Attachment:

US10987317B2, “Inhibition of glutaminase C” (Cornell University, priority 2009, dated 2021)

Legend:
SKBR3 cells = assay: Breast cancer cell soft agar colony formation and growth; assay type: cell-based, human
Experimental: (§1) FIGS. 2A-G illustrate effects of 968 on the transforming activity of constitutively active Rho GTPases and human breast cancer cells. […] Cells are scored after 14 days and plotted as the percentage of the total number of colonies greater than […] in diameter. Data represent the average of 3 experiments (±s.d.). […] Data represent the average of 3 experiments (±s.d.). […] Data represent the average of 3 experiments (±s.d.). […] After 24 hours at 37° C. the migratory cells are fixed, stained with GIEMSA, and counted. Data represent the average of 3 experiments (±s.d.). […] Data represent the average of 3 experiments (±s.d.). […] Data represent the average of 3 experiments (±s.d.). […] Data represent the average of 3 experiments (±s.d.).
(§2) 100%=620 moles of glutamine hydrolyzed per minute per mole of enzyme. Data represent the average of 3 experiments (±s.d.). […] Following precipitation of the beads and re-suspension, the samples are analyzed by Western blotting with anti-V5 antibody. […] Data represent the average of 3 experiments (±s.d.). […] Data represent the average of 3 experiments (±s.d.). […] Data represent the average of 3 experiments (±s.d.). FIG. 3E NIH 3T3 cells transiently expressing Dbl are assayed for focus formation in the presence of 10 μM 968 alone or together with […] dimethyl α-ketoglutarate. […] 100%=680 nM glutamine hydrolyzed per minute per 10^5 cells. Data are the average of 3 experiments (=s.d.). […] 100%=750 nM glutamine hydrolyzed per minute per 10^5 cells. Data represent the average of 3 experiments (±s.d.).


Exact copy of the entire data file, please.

US10987317B2, “Inhibition of glutaminase C” (Cornell University, priority 2009, dated 2021)

Legend:
SKBR3 cells = assay: Breast cancer cell soft agar colony formation and growth; assay type: cell-based, human
Experimental: (§1) FIGS. 2A-G illustrate effects of 968 on the transforming activity of constitutively active Rho GTPases and human breast cancer cells. […] Cells are scored after 14 days and plotted as the percentage of the total number of colonies greater than […] in diameter. Data represent the average of 3 experiments (±s.d.). […] Data represent the average of 3 experiments (±s.d.). […] Data represent the average of 3 experiments (±s.d.). […] After 24 hours at 37° C. the migratory cells are fixed, stained with GIEMSA, and counted. Data represent the average of 3 experiments (±s.d.). […] Data represent the average of 3 experiments (±s.d.). […] Data represent the average of 3 experiments (±s.d.). […] Data represent the average of 3 experiments (±s.d.).
(§2) 100%=620 moles of glutamine hydrolyzed per minute per mole of enzyme. Data represent the average of 3 experiments (±s.d.). […] Following precipitation of the beads and re-suspension, the samples are analyzed by Western blotting with anti-V5 antibody. […] Data represent the average of 3 experiments (±s.d.). […] Data represent the average of 3 experiments (±s.d.). […] Data represent the average of 3 experiments (±s.d.). FIG. 3E NIH 3T3 cells transiently expressing Dbl are assayed for focus formation in the presence of 10 μM 968 alone or together with […] dimethyl α-ketoglutarate. […] 100%=680 nM glutamine hydrolyzed per minute per 10^5 cells. Data are the average of 3 experiments (=s.d.). […] 100%=750 nM glutamine hydrolyzed per minute per 10^5 cells. Data represent the average of 3 experiments (±s.d.).